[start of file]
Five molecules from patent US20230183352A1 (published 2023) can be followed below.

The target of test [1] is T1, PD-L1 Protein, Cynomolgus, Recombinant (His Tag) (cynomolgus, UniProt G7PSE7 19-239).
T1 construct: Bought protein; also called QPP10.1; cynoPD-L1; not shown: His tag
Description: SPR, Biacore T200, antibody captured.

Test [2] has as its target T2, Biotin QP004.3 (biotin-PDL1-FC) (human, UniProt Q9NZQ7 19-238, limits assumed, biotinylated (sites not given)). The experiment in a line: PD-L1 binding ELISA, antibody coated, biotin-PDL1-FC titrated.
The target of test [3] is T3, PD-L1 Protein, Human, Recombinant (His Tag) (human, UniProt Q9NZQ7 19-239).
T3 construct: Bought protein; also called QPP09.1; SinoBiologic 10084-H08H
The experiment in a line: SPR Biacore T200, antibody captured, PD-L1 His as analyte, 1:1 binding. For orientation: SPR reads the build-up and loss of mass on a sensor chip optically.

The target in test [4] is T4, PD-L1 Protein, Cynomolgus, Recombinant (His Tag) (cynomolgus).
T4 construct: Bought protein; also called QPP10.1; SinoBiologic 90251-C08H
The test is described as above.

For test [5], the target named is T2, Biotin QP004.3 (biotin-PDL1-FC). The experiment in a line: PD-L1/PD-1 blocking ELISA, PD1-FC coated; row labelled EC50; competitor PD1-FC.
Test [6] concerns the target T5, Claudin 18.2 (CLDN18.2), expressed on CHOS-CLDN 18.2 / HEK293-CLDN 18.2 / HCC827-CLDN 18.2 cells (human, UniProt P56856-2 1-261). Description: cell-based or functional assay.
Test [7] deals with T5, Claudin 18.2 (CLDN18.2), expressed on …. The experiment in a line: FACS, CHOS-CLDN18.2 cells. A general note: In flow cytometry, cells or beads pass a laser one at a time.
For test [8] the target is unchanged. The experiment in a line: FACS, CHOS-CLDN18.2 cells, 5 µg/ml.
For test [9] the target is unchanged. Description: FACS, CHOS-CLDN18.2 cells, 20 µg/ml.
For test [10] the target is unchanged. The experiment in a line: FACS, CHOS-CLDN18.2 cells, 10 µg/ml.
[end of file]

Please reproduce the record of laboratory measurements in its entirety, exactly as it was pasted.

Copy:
Five molecules from patent US20230183352A1 (published 2023) can be followed below.

The target of test [1] is T1, PD-L1 Protein, Cynomolgus, Recombinant (His Tag) (cynomolgus, UniProt G7PSE7 19-239).
T1 construct: Bought protein; also called QPP10.1; cynoPD-L1; not shown: His tag
Description: SPR, Biacore T200, antibody captured.

Test [2] has as its target T2, Biotin QP004.3 (biotin-PDL1-FC) (human, UniProt Q9NZQ7 19-238, limits assumed, biotinylated (sites not given)). The experiment in a line: PD-L1 binding ELISA, antibody coated, biotin-PDL1-FC titrated.
The target of test [3] is T3, PD-L1 Protein, Human, Recombinant (His Tag) (human, UniProt Q9NZQ7 19-239).
T3 construct: Bought protein; also called QPP09.1; SinoBiologic 10084-H08H
The experiment in a line: SPR Biacore T200, antibody captured, PD-L1 His as analyte, 1:1 binding. For orientation: SPR reads the build-up and loss of mass on a sensor chip optically.

The target in test [4] is T4, PD-L1 Protein, Cynomolgus, Recombinant (His Tag) (cynomolgus).
T4 construct: Bought protein; also called QPP10.1; SinoBiologic 90251-C08H
The test is described as above.

For test [5], the target named is T2, Biotin QP004.3 (biotin-PDL1-FC). The experiment in a line: PD-L1/PD-1 blocking ELISA, PD1-FC coated; row labelled EC50; competitor PD1-FC.
Test [6] concerns the target T5, Claudin 18.2 (CLDN18.2), expressed on CHOS-CLDN 18.2 / HEK293-CLDN 18.2 / HCC827-CLDN 18.2 cells (human, UniProt P56856-2 1-261). Description: cell-based or functional assay.
Test [7] deals with T5, Claudin 18.2 (CLDN18.2), expressed on …. The experiment in a line: FACS, CHOS-CLDN18.2 cells. A general note: In flow cytometry, cells or beads pass a laser one at a time.
For test [8] the target is unchanged. The experiment in a line: FACS, CHOS-CLDN18.2 cells, 5 µg/ml.
For test [9] the target is unchanged. Description: FACS, CHOS-CLDN18.2 cells, 20 µg/ml.
For test [10] the target is unchanged. The experiment in a line: FACS, CHOS-CLDN18.2 cells, 10 µg/ml.